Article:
The European Union’s push to strengthen its fight against tax evasion with an extended savings accord by the end of this year may founder on opposition from Austria and Luxembourg.
Luxembourg Finance Minister Luc Frieden said he was “most surprised” that the savings-tax proposal came up for discussion at a meeting of EU finance chiefs in Brussels today. No decisions can be taken on extending the scope of the bloc’s existing law until the European Commission, the EU’s executive arm, has completed talks on the issue with Switzerland, Liechtenstein, Andorra, San Marino and Monaco, he said.
The lack of a “level playing field” between the EU and those countries risks money moving out of the 28-nation bloc, Frieden said.
“It’s extremely important that the commission becomes more energetic in those discussions, because we don’t think that” a decision should be taken before then, he said. Acting Austrian Finance Minister Maria Fekter today backed the Luxembourg position that they won’t budge until the results of the talks with the other countries are over.
EU Tax Commissioner Algirdas Semeta told finance ministers during a public debate today that “it’s a must” to agree on the draft law by the end of the year and that Luxembourg and Austria “please not condition the adoption” of the law on the regulator’s discussions with the five countries.
“The world is already moving and the EU must not be left behind,” he said.
Any decision in the EU should also consider the global situation “and then I think we will reach a result in the coming months, ” Frieden told his colleagues in the meeting in Brussels.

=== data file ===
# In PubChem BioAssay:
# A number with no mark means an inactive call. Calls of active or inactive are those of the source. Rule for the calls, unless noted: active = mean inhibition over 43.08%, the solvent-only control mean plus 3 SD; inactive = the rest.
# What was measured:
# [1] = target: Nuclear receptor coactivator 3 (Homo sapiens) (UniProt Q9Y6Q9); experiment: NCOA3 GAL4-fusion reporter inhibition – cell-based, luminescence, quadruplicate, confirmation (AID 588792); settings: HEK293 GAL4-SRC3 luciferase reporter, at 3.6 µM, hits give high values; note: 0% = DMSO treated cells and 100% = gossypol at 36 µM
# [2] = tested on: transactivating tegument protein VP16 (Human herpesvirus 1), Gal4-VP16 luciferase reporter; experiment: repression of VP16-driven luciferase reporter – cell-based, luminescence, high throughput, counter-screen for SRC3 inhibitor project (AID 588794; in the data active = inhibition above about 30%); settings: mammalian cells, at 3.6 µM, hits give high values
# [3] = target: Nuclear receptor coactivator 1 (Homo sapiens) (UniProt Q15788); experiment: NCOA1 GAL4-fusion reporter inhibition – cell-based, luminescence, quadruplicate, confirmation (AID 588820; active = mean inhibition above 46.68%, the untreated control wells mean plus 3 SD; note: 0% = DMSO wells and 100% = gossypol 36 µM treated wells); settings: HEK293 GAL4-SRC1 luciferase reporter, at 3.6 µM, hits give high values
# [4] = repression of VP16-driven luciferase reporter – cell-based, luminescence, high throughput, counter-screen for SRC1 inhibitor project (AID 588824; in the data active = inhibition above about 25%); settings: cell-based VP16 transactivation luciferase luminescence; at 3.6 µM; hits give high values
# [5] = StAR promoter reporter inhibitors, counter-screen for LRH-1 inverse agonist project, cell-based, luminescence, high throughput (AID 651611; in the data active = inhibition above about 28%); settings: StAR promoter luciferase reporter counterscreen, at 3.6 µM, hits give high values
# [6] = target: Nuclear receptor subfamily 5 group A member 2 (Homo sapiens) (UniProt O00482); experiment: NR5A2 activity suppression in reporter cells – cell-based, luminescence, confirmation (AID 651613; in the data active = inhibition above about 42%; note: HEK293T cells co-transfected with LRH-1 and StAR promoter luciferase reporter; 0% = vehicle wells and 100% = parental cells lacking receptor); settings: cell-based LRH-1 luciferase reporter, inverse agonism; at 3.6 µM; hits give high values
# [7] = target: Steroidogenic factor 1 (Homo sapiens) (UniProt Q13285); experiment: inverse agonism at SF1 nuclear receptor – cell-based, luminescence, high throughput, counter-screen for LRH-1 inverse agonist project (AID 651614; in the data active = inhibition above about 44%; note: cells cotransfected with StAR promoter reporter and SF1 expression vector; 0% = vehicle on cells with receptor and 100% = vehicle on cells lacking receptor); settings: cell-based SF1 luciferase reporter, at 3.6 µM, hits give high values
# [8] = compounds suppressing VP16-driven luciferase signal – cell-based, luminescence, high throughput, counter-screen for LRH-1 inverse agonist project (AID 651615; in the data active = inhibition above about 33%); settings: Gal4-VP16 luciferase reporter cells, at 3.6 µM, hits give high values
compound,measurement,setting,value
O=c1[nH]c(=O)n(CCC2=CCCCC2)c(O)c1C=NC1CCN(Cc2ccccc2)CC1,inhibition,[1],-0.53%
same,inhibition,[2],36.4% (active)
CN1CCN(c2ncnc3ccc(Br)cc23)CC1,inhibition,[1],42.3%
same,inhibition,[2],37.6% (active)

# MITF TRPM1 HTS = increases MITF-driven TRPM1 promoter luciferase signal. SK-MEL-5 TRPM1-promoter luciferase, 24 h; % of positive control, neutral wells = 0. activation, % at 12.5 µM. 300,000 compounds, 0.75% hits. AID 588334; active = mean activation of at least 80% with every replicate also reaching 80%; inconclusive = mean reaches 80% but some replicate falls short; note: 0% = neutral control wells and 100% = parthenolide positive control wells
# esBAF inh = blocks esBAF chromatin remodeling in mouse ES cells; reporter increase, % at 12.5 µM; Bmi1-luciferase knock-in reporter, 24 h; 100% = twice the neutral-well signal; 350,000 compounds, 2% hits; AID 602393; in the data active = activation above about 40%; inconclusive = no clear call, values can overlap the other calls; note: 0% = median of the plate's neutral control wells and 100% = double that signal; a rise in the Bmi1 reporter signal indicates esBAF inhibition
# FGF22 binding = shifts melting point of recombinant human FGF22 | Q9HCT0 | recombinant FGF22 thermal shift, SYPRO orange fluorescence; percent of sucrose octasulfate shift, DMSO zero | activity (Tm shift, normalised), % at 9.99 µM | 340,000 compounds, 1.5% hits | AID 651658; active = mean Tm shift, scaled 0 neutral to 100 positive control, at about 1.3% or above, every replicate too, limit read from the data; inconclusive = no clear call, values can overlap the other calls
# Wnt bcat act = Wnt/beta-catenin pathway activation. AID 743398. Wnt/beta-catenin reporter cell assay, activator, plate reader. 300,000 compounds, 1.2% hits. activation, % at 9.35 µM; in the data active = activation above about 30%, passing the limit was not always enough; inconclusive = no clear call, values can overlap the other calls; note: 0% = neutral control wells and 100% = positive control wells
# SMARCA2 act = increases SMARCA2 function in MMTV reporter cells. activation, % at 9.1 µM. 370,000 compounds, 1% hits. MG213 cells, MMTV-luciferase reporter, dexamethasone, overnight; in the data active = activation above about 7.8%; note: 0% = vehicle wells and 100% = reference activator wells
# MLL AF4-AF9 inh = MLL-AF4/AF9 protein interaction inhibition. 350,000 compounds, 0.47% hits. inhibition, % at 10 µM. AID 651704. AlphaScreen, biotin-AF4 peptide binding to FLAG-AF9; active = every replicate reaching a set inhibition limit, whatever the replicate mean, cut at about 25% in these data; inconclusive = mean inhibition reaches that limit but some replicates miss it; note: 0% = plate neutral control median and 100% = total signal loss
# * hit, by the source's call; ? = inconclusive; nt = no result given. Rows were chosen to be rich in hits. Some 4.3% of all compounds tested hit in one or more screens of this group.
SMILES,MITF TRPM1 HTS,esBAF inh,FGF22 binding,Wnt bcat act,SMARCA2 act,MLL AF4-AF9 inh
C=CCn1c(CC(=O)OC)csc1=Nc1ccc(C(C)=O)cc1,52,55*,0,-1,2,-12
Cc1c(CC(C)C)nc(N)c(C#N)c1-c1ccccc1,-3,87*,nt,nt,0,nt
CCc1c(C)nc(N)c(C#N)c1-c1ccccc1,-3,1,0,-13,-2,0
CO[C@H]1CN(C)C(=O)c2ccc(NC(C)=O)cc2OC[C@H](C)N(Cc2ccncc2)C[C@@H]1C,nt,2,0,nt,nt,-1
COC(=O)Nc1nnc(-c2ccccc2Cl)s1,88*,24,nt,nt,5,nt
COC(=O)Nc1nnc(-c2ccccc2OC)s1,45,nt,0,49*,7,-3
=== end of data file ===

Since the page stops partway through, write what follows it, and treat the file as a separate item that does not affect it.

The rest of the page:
The proposed agreement aims to set standards for how countries can collect information on income that their residents earn from savings held in other nations. The updated accord plans to close loopholes in the previous pact by including savings income from trusts, foundations, funds and other financial products. It will also require all EU nations to take part in information exchanges after a transition period.
Under the original 2005 accord, Austria and Luxembourg were exempt from automatic information-exchange requirements, and were instead allowed to withhold tax on interest income paid to depositors from other EU states while protecting their identities. Other EU states transfer the income data to the depositor’s home tax authority.
“We gave the mandate for negotiations, but the agreements with the five third countries are a pre-condition for the adoption of the revised directive,” said Fekter.
Other ministers today didn’t agree. Spanish Economy Minister Luis de Guindos said he “cannot accept” arguments by the two countries’ to wait for the end of negotiations with neighboring countries. He said such arguments are “a sort of alibi” that have been “paralyzing” ministers for a long time.
French Finance Minister Pierre Moscovici said the law’s adoption “can’t be put off again” and that if agreement is not possible before the end of the year, finance ministers should hand over to heads of state meeting next month. German Finance Minister Wolfgang Schaeuble said Europe risks looking “a bit ridiculous” if it doesn’t move on this now.
Luxembourg “will not reverse its decision” earlier this year to ease its bank-secrecy rules and apply the automatic exchange of tax data from 2015, said Frieden.
“But to apply it to other sources of income, we need first to have the negotiations with the third-party countries,” he said
“The ball is clearly in the commission’s court,” he said. Knowing more about the situation in these countries “is important, because otherwise the EU would apply rules of taxation to certain products whereas the same products would not be taxed either with a withholding tax or with a system of automatic exchange of information.”
Luxembourg is expected to get a new government by December, without Frieden’s Christian Social People’s party, following national elections last month. Its long-term coalition partner, the Socialists, are in negotiations with the Liberals and Greens to form a new government.
Frieden said the new government’s position is unlikely to change on this point “given that it’s in line with the position successive Luxembourg governments have had.”